There’s not a hair out of place when a performer for the State Theatre Company steps out on stage. Not if Jana DeBiasi has anything to do with it. The wig and make-up specialist has been in the industry for more than 40 years, and for much of that time she’s been crafting wigs by hand for the company’s various productions. It’s painstaking work.
“Every hair in there is woven one at a time, on a net, using a special hook,” says DeBiasi, as she shows Broadsheet her handiwork. “Much like how in wardrobe you’d make a dress from a pattern … that’s pretty well what you have to do with a wig. You measure a person’s head, make a pattern, put it together, and then weave the hair into it.”
We meet DeBiasi in the State Theatre Company warehouse, currently in the old Wigg & Son building in Thebarton. The wigs are some of the most valuable items in the entire building; worth more than most of the costumes. For instance, the wig actor Helen Dallimore wears in the company’s new production End of the Rainbow – about the days leading up to star Judy Garland’s death – is worth a cool $2000. DeBiasi says it took a solid two weeks to make.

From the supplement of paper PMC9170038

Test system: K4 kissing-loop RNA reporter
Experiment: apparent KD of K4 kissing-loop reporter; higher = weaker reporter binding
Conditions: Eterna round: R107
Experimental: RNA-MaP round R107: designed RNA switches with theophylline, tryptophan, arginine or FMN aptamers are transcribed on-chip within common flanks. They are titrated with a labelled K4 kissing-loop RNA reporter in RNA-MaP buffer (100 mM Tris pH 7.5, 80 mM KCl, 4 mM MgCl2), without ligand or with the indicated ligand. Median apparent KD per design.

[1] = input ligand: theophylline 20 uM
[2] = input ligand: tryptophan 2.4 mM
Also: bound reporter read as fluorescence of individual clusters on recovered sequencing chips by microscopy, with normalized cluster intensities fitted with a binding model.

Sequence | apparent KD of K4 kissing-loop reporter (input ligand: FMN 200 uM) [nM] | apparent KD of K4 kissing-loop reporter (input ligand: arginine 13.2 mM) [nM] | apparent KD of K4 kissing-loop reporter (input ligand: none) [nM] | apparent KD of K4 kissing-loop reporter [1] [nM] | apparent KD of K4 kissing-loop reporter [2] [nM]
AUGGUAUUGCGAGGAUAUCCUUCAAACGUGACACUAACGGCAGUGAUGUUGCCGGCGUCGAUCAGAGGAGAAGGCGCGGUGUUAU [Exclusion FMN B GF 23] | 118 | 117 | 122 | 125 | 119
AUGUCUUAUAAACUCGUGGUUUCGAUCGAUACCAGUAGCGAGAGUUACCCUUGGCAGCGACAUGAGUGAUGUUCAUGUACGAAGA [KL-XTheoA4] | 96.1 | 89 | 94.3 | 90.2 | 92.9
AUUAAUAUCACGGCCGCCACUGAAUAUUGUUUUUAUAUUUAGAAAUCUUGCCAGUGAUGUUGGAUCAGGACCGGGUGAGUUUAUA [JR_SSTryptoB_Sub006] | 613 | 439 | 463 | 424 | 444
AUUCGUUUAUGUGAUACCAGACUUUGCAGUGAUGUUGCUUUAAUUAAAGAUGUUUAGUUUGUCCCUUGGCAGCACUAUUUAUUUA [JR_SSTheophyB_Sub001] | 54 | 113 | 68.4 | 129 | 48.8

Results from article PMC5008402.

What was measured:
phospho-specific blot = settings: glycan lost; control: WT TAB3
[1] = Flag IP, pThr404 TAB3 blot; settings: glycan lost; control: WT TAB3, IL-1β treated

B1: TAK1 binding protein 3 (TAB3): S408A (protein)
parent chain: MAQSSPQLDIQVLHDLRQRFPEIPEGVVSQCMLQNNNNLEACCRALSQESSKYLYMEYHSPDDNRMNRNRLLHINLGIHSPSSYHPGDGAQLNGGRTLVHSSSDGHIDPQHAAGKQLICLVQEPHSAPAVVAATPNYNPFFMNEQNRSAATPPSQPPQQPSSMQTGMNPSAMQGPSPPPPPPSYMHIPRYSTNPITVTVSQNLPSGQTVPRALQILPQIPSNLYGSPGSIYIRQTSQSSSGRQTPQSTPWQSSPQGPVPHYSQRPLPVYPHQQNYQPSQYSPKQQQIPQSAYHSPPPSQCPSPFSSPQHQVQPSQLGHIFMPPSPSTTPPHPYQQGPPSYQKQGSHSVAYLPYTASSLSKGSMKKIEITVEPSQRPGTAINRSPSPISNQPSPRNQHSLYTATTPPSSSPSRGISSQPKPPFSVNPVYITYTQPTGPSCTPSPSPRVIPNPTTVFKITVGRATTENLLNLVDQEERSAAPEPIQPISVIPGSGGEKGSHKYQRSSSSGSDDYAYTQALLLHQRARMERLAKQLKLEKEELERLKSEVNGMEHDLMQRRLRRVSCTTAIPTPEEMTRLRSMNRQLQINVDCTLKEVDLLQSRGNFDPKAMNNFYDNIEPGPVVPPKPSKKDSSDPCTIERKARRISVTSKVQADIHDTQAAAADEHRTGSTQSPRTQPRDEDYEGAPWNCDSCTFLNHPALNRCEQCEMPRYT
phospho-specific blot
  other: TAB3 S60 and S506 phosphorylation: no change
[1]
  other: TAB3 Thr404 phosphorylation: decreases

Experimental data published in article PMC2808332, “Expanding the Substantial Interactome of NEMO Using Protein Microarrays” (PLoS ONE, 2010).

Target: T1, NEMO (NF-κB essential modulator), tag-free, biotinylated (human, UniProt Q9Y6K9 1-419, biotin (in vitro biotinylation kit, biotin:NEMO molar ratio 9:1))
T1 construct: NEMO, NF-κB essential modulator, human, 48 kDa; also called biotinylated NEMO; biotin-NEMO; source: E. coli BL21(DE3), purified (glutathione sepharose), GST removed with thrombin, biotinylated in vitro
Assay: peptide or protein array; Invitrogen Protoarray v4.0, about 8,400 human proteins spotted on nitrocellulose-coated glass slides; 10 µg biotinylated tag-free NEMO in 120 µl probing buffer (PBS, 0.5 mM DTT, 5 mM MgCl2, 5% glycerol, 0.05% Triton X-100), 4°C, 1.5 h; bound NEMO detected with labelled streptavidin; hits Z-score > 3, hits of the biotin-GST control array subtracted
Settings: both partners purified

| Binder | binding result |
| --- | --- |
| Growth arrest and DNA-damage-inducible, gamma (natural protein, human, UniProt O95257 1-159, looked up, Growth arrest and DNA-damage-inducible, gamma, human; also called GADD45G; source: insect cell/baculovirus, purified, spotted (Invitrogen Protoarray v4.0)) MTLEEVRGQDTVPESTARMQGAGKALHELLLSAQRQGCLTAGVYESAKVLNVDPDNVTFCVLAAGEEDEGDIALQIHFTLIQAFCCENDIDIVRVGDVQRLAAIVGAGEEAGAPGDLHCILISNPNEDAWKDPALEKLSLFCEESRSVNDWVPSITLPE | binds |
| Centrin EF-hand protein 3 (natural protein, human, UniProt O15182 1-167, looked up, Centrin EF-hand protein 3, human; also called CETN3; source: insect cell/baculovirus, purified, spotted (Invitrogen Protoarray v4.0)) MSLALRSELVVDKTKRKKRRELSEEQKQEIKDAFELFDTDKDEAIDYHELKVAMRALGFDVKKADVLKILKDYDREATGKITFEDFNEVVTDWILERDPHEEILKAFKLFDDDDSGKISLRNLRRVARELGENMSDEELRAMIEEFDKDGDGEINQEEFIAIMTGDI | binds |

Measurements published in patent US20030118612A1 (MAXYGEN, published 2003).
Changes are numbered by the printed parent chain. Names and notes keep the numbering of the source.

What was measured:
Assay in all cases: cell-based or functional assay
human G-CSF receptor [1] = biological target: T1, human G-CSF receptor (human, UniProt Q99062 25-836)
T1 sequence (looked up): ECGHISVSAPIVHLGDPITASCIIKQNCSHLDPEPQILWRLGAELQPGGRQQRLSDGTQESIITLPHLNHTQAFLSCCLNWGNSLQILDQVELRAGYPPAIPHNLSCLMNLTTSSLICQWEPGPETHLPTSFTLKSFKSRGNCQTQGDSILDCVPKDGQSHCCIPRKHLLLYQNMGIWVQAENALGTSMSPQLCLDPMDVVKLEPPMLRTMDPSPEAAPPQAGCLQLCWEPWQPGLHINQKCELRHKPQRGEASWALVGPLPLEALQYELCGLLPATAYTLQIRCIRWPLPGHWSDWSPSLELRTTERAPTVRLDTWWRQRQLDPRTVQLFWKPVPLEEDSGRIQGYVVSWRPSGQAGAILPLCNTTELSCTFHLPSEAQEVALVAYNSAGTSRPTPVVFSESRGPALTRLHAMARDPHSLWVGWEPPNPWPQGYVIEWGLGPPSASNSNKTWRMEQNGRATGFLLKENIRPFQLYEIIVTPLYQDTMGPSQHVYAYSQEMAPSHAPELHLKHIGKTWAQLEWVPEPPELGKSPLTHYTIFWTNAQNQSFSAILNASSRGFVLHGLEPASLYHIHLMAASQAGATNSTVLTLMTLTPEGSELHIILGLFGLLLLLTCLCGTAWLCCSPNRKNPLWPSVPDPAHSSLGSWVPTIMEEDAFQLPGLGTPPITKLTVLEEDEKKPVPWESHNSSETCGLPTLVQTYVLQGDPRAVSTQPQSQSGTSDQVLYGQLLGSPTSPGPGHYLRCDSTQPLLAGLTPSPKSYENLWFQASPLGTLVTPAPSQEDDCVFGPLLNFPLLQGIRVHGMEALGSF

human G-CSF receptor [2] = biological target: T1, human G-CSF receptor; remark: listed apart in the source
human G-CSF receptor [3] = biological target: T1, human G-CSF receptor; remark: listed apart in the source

“The designers gave me designs and we had tryouts to see how close we could get her looking like Judy,” she says. “By the sounds of it we did pretty good, because everybody has been saying how close she looks.”
DeBiasi’s love of the arts might be traced back to her father, who was an actor. She trained as a hairdresser before moving into the world of theatre. Right now she’s got her hands full with End of the Rainbow and Aladdin. Next up is The Book of Mormon.
As well as making the wigs, DeBiasi “dresses” on many productions, meaning she prepares performers’ costumes and puts on their make-up. She forms special relationships with some of the performers she works with, leaving her privy to more than a handful of their secrets.
“Some people, you could work with them for 10 weeks and never really get close,” she says. It’s totally up to them – up to the performer – whether they want to let their guard down. Some are really private, and they just don’t want to. But some, you become so close – you end up great mates. And you know what? Quite often you tell them things, too ... but what stays indoors, stays indoors … I’ll do my memoirs when they pass away!”
End of the Rainbow runs until June 22 at the Royalty Theatre. Tickets are available online.